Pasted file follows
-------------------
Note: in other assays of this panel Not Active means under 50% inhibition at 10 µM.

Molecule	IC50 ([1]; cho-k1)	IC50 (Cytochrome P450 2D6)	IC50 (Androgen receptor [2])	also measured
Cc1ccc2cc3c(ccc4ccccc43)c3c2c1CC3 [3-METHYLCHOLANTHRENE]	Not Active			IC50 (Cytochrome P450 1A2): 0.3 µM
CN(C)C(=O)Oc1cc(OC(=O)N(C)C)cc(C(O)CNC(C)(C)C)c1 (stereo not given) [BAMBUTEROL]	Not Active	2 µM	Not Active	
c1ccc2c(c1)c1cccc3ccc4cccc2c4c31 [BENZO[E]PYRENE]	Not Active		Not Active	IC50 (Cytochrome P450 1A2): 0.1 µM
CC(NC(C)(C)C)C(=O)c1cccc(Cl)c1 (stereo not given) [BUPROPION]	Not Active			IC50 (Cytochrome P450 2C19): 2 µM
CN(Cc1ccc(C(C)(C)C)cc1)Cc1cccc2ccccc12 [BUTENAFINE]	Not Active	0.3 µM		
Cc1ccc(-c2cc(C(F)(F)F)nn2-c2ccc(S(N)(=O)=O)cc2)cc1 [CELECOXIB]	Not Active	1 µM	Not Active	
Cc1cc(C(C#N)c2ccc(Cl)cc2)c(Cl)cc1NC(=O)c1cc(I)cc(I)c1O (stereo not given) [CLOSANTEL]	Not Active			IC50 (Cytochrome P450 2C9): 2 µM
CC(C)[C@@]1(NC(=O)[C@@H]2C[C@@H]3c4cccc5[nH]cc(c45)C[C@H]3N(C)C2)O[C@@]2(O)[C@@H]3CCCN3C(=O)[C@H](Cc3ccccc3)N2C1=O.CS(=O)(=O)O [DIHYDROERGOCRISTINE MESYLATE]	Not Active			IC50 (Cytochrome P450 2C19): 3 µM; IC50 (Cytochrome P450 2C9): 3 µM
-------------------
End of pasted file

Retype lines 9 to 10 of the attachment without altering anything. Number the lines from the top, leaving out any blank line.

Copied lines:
Cc1cc(C(C#N)c2ccc(Cl)cc2)c(Cl)cc1NC(=O)c1cc(I)cc(I)c1O (stereo not given) [CLOSANTEL]	Not Active			IC50 (Cytochrome P450 2C9): 2 µM
CC(C)[C@@]1(NC(=O)[C@@H]2C[C@@H]3c4cccc5[nH]cc(c45)C[C@H]3N(C)C2)O[C@@]2(O)[C@@H]3CCCN3C(=O)[C@H](Cc3ccccc3)N2C1=O.CS(=O)(=O)O [DIHYDROERGOCRISTINE MESYLATE]	Not Active			IC50 (Cytochrome P450 2C19): 3 µM; IC50 (Cytochrome P450 2C9): 3 µM